I'm really looking for a solution for managing my living situation, not so much my money. My investments are basic Boglehead and I don't need someone mucking around either trying to increase my earnings or siphoning off fees for needless transactions -- or robbing me. If I were to just drop dead, not too complicated. But if I deteriorate but survive over a long period of time, that calls for advanced planning.
I am also trying to figure out how to handle this.

Amont the problems are that whoever you name now many not be in business when needed, or may not indeed rob you blind or just do a poor job.

Have you considered naming a "Trust Protector" who has powers to appoint and replace a corporate trustee and/or fiduciary? Perhaps you have some friends or family who could serve in this limited role, mainly as a safety check on whatever corporate trustees or fiduciaries are in place. Your estate plan might name the Trust Protector and ask hem to retain a corporate trustee or professional fiduciary upon your incapacity.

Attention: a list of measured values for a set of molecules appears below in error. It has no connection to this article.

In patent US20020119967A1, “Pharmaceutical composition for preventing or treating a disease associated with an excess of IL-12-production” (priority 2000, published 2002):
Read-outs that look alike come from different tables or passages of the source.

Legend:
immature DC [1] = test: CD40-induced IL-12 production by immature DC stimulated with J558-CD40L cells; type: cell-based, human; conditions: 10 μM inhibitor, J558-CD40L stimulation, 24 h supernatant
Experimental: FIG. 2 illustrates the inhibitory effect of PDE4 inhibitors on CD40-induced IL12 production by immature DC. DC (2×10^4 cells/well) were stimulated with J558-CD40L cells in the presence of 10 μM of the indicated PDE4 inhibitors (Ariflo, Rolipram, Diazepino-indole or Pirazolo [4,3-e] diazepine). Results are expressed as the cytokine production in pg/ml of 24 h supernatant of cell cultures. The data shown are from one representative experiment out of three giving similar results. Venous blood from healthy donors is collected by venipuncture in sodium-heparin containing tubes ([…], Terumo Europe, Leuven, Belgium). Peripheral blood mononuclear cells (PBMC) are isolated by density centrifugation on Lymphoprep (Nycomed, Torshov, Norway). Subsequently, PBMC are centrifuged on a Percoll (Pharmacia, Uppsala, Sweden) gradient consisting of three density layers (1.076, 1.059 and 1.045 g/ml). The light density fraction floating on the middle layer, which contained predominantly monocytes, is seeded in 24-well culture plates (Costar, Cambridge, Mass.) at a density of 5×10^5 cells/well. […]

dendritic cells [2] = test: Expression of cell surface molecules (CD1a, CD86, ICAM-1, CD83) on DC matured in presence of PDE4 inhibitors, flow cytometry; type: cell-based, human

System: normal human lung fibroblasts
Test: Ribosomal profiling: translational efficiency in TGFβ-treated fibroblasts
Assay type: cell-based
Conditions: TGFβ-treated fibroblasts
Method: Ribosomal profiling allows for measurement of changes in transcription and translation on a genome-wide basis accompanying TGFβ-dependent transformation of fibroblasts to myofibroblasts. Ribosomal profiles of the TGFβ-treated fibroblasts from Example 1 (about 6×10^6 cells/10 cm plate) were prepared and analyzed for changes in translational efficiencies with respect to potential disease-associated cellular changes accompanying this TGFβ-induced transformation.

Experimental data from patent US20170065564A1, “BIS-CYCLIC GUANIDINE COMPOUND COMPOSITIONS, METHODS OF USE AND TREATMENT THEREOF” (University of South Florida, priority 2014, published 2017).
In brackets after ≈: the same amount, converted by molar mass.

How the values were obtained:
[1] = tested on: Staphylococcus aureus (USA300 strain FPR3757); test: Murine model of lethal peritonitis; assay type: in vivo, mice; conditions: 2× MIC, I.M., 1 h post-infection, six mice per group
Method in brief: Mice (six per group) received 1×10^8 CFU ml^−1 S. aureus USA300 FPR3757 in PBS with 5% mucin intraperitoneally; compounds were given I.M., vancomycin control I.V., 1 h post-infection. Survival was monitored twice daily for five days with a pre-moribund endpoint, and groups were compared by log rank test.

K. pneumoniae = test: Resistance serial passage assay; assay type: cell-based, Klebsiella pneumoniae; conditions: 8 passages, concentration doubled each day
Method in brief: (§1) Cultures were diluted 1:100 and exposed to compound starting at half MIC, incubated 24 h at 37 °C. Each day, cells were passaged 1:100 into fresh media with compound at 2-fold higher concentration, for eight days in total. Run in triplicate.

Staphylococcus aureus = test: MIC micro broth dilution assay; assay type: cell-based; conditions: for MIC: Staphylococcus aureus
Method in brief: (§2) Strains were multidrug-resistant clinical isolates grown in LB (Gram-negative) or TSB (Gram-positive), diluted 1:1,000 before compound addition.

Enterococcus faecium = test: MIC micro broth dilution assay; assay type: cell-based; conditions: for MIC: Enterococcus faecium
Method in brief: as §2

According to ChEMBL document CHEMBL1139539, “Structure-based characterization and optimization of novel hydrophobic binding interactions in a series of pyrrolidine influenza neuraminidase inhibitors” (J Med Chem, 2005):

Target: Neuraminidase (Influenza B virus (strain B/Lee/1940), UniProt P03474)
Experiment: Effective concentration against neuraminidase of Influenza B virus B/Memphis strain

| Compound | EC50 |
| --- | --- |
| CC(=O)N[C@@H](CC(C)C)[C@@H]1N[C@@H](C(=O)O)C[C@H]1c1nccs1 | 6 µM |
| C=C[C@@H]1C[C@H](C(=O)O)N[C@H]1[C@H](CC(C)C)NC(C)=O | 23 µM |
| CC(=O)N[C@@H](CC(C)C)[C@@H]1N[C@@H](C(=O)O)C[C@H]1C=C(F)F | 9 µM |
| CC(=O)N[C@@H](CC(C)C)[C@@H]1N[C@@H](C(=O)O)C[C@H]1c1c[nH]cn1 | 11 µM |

Bobby206
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Re: Having no luck finding a professional fiduciary

Post by Bobby206 »

MIretired wrote: Tue Feb 18, 2020 7:25 pm I thought this type of help was most likely from an elder care attorney.
You don't want to pay an attorney $400/hour when you can get a licensed professional fiduciary for $100.

In California there is a list of professional fiduciary licensees at pfac-pro.org but I can't speak to other states.
MIretired
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Re: Having no luck finding a professional fiduciary